increasing active living. Communities designed in a way that supports physical activity -wide sidewalks, safe bike lanes, attractive stairways, accessible
recreation areas—encourage residents to make healthy choices and live healthy lives. Healthy places in turn create economic value by attracting both younger
and older workers and appeal to a skilled workforce and innovative companies.
One challenge to building healthy places is the lack of a common language between the medical and land use community. To that end, the Urban Land Institute
convened a group of interdisciplinary experts at an August 5–6, 2013, workshop
as part of its Building Healthy Places Initiative. The team—purposely drawn from a variety of fields and perspectives, including health care, architecture, plan-
ning, development, finance, academia, and research—was asked to develop ten principles for building healthy communities around the globe. Team members
devoted two days of intensive study and collaboration, ultimately consolidating and refining their conclusions as the ten principles presented in this booklet.
In spring 2013, the Colorado Health Foundation commissioned three ULI Advisory Services panels with a specific focus on evaluating three communities with very different land use typologies. The three panels were held in Arvada (suburban),
Lamar (rural), and Westwood in Denver (urban), thereby allowing ULI to compare and contrast local actions based on these different land use forms. The Colorado
Health Foundation has been an excellent partner in exploring this important subject and was instrumental in ULI’s decision to conduct this Ten Principles workshop.
In this article, the author argues that any consideration of race and formal philanthropic activity must consider the issue of wealth differences; it is in the area of wealth that the greatest degree of racial inequality exists, with Black families owning about one eighth the assets of White families. In addition to this empirical rationale for investigating the role of net worth in accounting for Black-White differences in philanthropic activity, the author provides a theoretical argument, distinguishing between the role of income and that of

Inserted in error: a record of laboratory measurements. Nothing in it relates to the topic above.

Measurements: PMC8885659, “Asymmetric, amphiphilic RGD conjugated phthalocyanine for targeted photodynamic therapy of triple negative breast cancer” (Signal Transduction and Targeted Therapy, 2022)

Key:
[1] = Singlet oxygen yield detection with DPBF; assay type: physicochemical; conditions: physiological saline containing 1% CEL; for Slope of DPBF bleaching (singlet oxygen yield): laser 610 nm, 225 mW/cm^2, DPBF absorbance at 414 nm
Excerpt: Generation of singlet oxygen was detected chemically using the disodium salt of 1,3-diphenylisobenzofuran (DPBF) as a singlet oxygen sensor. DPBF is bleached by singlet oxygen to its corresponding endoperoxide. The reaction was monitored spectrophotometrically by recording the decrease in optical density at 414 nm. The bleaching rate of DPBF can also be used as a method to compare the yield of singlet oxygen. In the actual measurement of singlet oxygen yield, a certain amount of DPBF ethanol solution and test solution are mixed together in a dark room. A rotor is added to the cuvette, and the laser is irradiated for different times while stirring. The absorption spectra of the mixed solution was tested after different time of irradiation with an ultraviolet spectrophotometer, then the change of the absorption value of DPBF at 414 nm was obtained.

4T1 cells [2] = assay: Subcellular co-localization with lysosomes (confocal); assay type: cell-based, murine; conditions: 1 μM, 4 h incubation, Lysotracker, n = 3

wealth in giving. The author concludes by arguing for a new research agenda that links the burgeoning literature on race and wealth to that on race and philanthropy.
This manuscript examines structural racism through a socio-historical context of institutional oppression and its effects on modern society. The epistemological framework
of intersectionality is used to focus on the overlap of oppression, structural racism, and
implicit bias evident in the stereotypes and perceptions of the African American male
population in the United States. Four eras of socio-historical significance are addressed:
1. Foundations of Racial Oppression; 2. Racism: Reconstruction and Jim Crow; 3.
Renewal: Civil Rights and Civil Disobedience; 3. Reckoning: Embedded Racism and the
Criminal Justice System
Despite sociology’s longstanding interest in inequality, the
internalization of racial oppression among the racially subordinated and its contribution to the reproduction of racial inequality has been largely ignored, reflecting a taboo on the subject. Consequently, internalized racism remains one of the most neglected and misunderstood components of racism. In this article, the author argues that only by defying the taboo can sociology expose the hidden injuries of racism and the subtle mechanisms that sustain
White privilege. After reviewing the concept and providing examples of the phenomenon, the author draws on critical social theory to examine reasons for the taboo, such as a theoretical fixation on resistance, a penchant for racial essentialism, and the limitations of an identity politics. The author concludes by offering a method for studying internalized racism and resistance concurrently within the matrix of intersecting forms of oppression.
Intra-racial color discrimination is a controversial subject within the black community. Some people prefer not to discuss it while others contend skin color bias
no longer exists since it is an ugly truth no one wants to readily admit occurs in our culture. Still the truth remains that black people discriminate against each other based on skin color, hair texture, and facial features. This prejudice based on one’s skin and features is what’s known as a color complex. Traditionally, the complex involved light-skinned blacks’ rejection of dark-skinned blacks. However, this complex is not one-sided. The color complex occurs in the form of the dark-skinned spurning the light-skinned for not being “black enough.” This internalized oppression is a barrier to progression in the black community and the human race as a whole. This research aims to raise awareness among all races about this internalized oppression
and what it has done to the black community.